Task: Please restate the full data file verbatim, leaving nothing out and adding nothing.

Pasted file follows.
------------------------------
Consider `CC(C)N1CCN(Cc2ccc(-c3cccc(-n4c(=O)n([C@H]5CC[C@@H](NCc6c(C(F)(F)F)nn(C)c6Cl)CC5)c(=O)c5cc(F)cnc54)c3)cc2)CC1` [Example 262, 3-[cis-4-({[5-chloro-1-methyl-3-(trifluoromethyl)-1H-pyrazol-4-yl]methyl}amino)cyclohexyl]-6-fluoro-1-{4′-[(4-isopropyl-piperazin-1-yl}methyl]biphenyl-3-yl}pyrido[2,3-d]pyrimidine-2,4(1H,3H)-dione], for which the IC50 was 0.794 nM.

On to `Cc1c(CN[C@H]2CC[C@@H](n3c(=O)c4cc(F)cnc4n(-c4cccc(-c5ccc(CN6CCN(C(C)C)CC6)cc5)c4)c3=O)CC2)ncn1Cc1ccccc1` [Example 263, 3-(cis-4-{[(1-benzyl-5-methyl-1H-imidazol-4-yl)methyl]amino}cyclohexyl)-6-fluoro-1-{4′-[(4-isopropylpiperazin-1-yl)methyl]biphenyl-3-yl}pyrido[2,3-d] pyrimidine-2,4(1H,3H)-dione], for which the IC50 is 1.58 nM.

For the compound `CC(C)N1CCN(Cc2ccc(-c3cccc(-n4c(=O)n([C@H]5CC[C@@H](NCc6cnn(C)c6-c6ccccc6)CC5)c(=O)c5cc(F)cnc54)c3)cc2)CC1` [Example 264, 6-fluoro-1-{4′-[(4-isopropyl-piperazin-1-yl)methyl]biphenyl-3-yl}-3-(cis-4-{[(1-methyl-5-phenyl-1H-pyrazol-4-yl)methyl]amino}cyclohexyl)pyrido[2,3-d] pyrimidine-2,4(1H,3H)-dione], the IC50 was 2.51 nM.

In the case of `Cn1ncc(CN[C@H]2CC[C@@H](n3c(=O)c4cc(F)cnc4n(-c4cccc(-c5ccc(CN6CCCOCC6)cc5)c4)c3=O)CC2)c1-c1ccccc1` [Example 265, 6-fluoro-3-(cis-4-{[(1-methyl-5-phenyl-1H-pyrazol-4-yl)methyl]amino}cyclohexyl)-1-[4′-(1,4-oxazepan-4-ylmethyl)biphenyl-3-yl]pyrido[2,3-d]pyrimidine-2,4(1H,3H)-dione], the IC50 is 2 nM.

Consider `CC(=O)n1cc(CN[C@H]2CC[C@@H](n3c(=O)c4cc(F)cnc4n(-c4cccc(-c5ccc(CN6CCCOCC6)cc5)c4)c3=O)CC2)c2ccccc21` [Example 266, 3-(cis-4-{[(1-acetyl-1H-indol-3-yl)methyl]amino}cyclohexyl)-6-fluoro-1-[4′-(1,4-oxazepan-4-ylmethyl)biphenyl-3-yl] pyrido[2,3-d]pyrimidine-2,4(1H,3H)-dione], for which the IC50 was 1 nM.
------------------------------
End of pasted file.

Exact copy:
Consider `CC(C)N1CCN(Cc2ccc(-c3cccc(-n4c(=O)n([C@H]5CC[C@@H](NCc6c(C(F)(F)F)nn(C)c6Cl)CC5)c(=O)c5cc(F)cnc54)c3)cc2)CC1` [Example 262, 3-[cis-4-({[5-chloro-1-methyl-3-(trifluoromethyl)-1H-pyrazol-4-yl]methyl}amino)cyclohexyl]-6-fluoro-1-{4′-[(4-isopropyl-piperazin-1-yl}methyl]biphenyl-3-yl}pyrido[2,3-d]pyrimidine-2,4(1H,3H)-dione], for which the IC50 was 0.794 nM.

On to `Cc1c(CN[C@H]2CC[C@@H](n3c(=O)c4cc(F)cnc4n(-c4cccc(-c5ccc(CN6CCN(C(C)C)CC6)cc5)c4)c3=O)CC2)ncn1Cc1ccccc1` [Example 263, 3-(cis-4-{[(1-benzyl-5-methyl-1H-imidazol-4-yl)methyl]amino}cyclohexyl)-6-fluoro-1-{4′-[(4-isopropylpiperazin-1-yl)methyl]biphenyl-3-yl}pyrido[2,3-d] pyrimidine-2,4(1H,3H)-dione], for which the IC50 is 1.58 nM.

For the compound `CC(C)N1CCN(Cc2ccc(-c3cccc(-n4c(=O)n([C@H]5CC[C@@H](NCc6cnn(C)c6-c6ccccc6)CC5)c(=O)c5cc(F)cnc54)c3)cc2)CC1` [Example 264, 6-fluoro-1-{4′-[(4-isopropyl-piperazin-1-yl)methyl]biphenyl-3-yl}-3-(cis-4-{[(1-methyl-5-phenyl-1H-pyrazol-4-yl)methyl]amino}cyclohexyl)pyrido[2,3-d] pyrimidine-2,4(1H,3H)-dione], the IC50 was 2.51 nM.

In the case of `Cn1ncc(CN[C@H]2CC[C@@H](n3c(=O)c4cc(F)cnc4n(-c4cccc(-c5ccc(CN6CCCOCC6)cc5)c4)c3=O)CC2)c1-c1ccccc1` [Example 265, 6-fluoro-3-(cis-4-{[(1-methyl-5-phenyl-1H-pyrazol-4-yl)methyl]amino}cyclohexyl)-1-[4′-(1,4-oxazepan-4-ylmethyl)biphenyl-3-yl]pyrido[2,3-d]pyrimidine-2,4(1H,3H)-dione], the IC50 is 2 nM.

Consider `CC(=O)n1cc(CN[C@H]2CC[C@@H](n3c(=O)c4cc(F)cnc4n(-c4cccc(-c5ccc(CN6CCCOCC6)cc5)c4)c3=O)CC2)c2ccccc21` [Example 266, 3-(cis-4-{[(1-acetyl-1H-indol-3-yl)methyl]amino}cyclohexyl)-6-fluoro-1-[4′-(1,4-oxazepan-4-ylmethyl)biphenyl-3-yl] pyrido[2,3-d]pyrimidine-2,4(1H,3H)-dione], for which the IC50 was 1 nM.